In times of extreme change, people are willing to admit things that ordinarily they would deny.
DC Comics head honcho's are being interviewed all over the place, and are admitting -- even emphasizing -- that sales are so bad and trends so dire, they HAD to make drastic changes.
Which is an interesting marketing plan.
Apparently, the 2.99 price didn't increase sales, but they maintain that sales might have been even worse without the change. They admit that the characters were getting tired, and they just needed the ability to tell the stories they wanted, without being hobbled by continuity.
Event Fatigue? They just say that the events weren't good enough, not that there is anything wrong with events. And they kind of brush off the "Not enough Kid's comics" questions. (Which, they rightly should. It's a non-starter, much like asking why people don't buy comics despite the movies.)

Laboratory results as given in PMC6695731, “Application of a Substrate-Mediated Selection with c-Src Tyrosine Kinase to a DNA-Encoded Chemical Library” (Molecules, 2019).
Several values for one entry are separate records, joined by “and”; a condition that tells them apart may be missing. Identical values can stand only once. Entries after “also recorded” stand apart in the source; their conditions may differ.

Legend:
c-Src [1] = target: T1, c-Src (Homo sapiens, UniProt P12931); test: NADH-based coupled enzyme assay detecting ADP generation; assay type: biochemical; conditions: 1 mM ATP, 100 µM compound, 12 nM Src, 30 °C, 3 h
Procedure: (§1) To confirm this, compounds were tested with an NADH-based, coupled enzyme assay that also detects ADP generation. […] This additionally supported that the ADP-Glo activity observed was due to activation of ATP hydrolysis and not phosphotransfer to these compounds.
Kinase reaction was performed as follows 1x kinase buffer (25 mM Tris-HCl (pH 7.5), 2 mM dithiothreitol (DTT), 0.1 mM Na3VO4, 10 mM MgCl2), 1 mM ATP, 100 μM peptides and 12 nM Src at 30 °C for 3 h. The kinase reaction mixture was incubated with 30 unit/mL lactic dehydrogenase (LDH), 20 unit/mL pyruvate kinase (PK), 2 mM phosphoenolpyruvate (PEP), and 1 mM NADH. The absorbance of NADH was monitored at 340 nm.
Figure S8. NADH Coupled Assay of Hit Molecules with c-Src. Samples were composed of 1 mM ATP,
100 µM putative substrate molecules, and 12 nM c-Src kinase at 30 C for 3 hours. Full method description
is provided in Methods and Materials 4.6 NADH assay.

Meanwhile, over at Barnes and Noble, they're trumpeting the huge increase in digital sales.
But what caught my attention was that sales of book/ books in existing stores only declined by
Hardly a dire drop. Especially considering that all the efforts have been put into digital sales. If they had put the same amount of money, time, and space into book/books, chances are those sales would have been higher too.
You know, instead of having a kiosk facing the front doors that proclaims: "We're obsolete!!!"
3 hours ago